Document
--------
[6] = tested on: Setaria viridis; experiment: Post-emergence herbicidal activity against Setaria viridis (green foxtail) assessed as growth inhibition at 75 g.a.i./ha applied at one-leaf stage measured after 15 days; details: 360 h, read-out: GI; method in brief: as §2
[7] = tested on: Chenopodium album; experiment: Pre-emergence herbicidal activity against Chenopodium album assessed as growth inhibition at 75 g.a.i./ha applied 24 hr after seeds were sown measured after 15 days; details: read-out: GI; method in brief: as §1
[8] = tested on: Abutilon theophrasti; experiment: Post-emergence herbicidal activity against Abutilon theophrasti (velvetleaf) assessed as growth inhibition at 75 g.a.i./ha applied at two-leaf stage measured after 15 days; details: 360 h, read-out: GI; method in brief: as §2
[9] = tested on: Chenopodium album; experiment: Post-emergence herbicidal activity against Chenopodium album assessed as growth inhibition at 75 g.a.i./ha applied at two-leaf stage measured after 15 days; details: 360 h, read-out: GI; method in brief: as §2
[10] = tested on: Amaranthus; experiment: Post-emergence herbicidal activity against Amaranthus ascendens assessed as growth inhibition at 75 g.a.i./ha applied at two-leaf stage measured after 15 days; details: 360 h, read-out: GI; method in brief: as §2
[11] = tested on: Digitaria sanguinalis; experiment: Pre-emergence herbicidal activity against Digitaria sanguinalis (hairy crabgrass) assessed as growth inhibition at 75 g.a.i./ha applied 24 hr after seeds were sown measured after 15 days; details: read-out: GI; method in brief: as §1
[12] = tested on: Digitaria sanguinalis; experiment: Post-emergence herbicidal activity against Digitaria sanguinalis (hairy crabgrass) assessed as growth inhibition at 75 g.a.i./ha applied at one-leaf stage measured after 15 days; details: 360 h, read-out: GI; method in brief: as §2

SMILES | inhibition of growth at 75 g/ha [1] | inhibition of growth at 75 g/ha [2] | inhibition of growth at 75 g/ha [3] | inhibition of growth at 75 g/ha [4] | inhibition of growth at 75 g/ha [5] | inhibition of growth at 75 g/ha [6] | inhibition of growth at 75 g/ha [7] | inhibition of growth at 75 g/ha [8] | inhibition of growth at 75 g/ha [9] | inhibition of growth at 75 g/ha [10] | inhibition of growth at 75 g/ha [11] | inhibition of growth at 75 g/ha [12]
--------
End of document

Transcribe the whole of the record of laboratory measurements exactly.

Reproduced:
[6] = tested on: Setaria viridis; experiment: Post-emergence herbicidal activity against Setaria viridis (green foxtail) assessed as growth inhibition at 75 g.a.i./ha applied at one-leaf stage measured after 15 days; details: 360 h, read-out: GI; method in brief: as §2
[7] = tested on: Chenopodium album; experiment: Pre-emergence herbicidal activity against Chenopodium album assessed as growth inhibition at 75 g.a.i./ha applied 24 hr after seeds were sown measured after 15 days; details: read-out: GI; method in brief: as §1
[8] = tested on: Abutilon theophrasti; experiment: Post-emergence herbicidal activity against Abutilon theophrasti (velvetleaf) assessed as growth inhibition at 75 g.a.i./ha applied at two-leaf stage measured after 15 days; details: 360 h, read-out: GI; method in brief: as §2
[9] = tested on: Chenopodium album; experiment: Post-emergence herbicidal activity against Chenopodium album assessed as growth inhibition at 75 g.a.i./ha applied at two-leaf stage measured after 15 days; details: 360 h, read-out: GI; method in brief: as §2
[10] = tested on: Amaranthus; experiment: Post-emergence herbicidal activity against Amaranthus ascendens assessed as growth inhibition at 75 g.a.i./ha applied at two-leaf stage measured after 15 days; details: 360 h, read-out: GI; method in brief: as §2
[11] = tested on: Digitaria sanguinalis; experiment: Pre-emergence herbicidal activity against Digitaria sanguinalis (hairy crabgrass) assessed as growth inhibition at 75 g.a.i./ha applied 24 hr after seeds were sown measured after 15 days; details: read-out: GI; method in brief: as §1
[12] = tested on: Digitaria sanguinalis; experiment: Post-emergence herbicidal activity against Digitaria sanguinalis (hairy crabgrass) assessed as growth inhibition at 75 g.a.i./ha applied at one-leaf stage measured after 15 days; details: 360 h, read-out: GI; method in brief: as §2

SMILES | inhibition of growth at 75 g/ha [1] | inhibition of growth at 75 g/ha [2] | inhibition of growth at 75 g/ha [3] | inhibition of growth at 75 g/ha [4] | inhibition of growth at 75 g/ha [5] | inhibition of growth at 75 g/ha [6] | inhibition of growth at 75 g/ha [7] | inhibition of growth at 75 g/ha [8] | inhibition of growth at 75 g/ha [9] | inhibition of growth at 75 g/ha [10] | inhibition of growth at 75 g/ha [11] | inhibition of growth at 75 g/ha [12]